One day, a friend sat me down. She was anxious and exasperated, and she needed to vent to a listening ear. There has been immense pressure on her back, she says, from everyday news, the pandemic, and the instability of her finances. We couldn’t find a single term that combined frustrated-scared-anxious-exhausted and the middle ground between that and manic. So I simply told her, cry if you want to. She did so, and she felt better after.
For the past few weeks, I couldn’t write. I spent way too much time steering clear from my deliverables. I stayed out as late as I could, surfed as much as there were still waves, played loud music in my bedroom, drowned myself in Pinterest, and binge-watched Gilmore Girls. Then I realized I was proceeding blindly into distracting myself to mask the true effects of my stressors.
In tinkering with my self-care habits, I’ve come to believe that it’s a profound and very personal process each time. Let me rally behind the concept that self-care is not a long road; rather, it’s an individualistic method to re-calibrate ourselves. Self-care is not exacting, stringent, or finite.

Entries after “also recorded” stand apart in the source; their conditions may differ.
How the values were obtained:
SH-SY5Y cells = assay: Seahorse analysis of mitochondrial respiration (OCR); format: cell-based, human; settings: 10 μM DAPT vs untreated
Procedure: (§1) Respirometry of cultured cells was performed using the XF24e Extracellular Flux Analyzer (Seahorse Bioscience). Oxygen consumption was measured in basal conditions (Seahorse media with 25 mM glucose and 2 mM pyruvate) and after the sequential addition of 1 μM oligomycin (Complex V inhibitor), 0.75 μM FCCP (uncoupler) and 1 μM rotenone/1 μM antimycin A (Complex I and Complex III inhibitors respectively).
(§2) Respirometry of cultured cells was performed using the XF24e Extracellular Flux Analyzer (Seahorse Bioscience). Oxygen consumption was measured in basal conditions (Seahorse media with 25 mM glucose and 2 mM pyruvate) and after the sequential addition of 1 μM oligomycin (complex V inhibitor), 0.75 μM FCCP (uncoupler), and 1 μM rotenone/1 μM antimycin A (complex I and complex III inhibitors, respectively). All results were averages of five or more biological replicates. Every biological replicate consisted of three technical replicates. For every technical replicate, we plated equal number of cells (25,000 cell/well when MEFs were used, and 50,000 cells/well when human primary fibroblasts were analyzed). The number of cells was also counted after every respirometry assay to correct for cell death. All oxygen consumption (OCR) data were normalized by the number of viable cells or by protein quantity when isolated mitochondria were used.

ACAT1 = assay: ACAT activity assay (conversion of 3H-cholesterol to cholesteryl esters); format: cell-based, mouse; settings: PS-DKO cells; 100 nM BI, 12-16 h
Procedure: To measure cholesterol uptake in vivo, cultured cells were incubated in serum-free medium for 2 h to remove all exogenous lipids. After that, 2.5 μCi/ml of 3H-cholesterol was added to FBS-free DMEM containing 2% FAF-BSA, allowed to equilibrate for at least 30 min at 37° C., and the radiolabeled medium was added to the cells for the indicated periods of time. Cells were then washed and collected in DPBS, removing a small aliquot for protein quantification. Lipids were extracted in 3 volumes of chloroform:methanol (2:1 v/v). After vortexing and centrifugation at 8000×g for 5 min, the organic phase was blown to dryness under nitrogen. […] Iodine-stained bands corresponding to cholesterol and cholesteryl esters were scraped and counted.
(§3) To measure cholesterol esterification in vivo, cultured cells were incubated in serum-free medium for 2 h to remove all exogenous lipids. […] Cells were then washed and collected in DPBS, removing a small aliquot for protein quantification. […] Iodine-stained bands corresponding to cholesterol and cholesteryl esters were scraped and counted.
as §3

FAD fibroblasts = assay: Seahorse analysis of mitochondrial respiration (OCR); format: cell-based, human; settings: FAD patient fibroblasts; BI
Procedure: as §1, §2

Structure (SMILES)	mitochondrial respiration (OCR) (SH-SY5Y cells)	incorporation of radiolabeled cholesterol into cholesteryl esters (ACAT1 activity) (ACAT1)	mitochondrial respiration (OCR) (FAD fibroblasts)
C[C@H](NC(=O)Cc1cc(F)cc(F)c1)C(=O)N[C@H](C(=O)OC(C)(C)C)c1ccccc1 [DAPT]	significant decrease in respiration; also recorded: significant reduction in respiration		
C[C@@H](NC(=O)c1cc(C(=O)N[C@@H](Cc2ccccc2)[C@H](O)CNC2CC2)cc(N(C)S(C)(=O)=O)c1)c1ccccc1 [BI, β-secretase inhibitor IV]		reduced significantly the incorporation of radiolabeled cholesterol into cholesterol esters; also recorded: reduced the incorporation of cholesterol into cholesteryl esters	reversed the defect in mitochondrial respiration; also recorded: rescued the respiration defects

It’s present when you light your favorite scented candle or smudge sage. Or when you deep clean your bath, or when you get a haircut, or when you take a day off and sleep in. Self-care also comes in the form of tears (or a breakdown), before you sip your tea or after you’ve had 5 glasses of wine. It’s when you show up for yourself, even if it isn’t always a pretty spa day.
The act of self-care is an act of self-preservation.
When I say cry if you want to, I mean really cry if you want to. As human beings, we have a natural tendency to intellectualize our thoughts. The cerebral part of our brains tells us that we can only cry in times of tragedy and loss, or that emotions have to be reasoned out.
I disagree. There are triggers to crying as a reaction, but there are no necessary precedents for it. Emotional release could be aimless yet still make absolute sense.
There are no hard and fast rules when it comes to self-care. No one can hand you an instructional manual. But if anyone asks me what my self-care routine is, I say: take a moment and give it a good cry. Weep for something, or nothing. And don’t apologize for it. It works for me, even when I least expect it to.
I’m not making this stuff up. Harvard says that your body will thank you for it.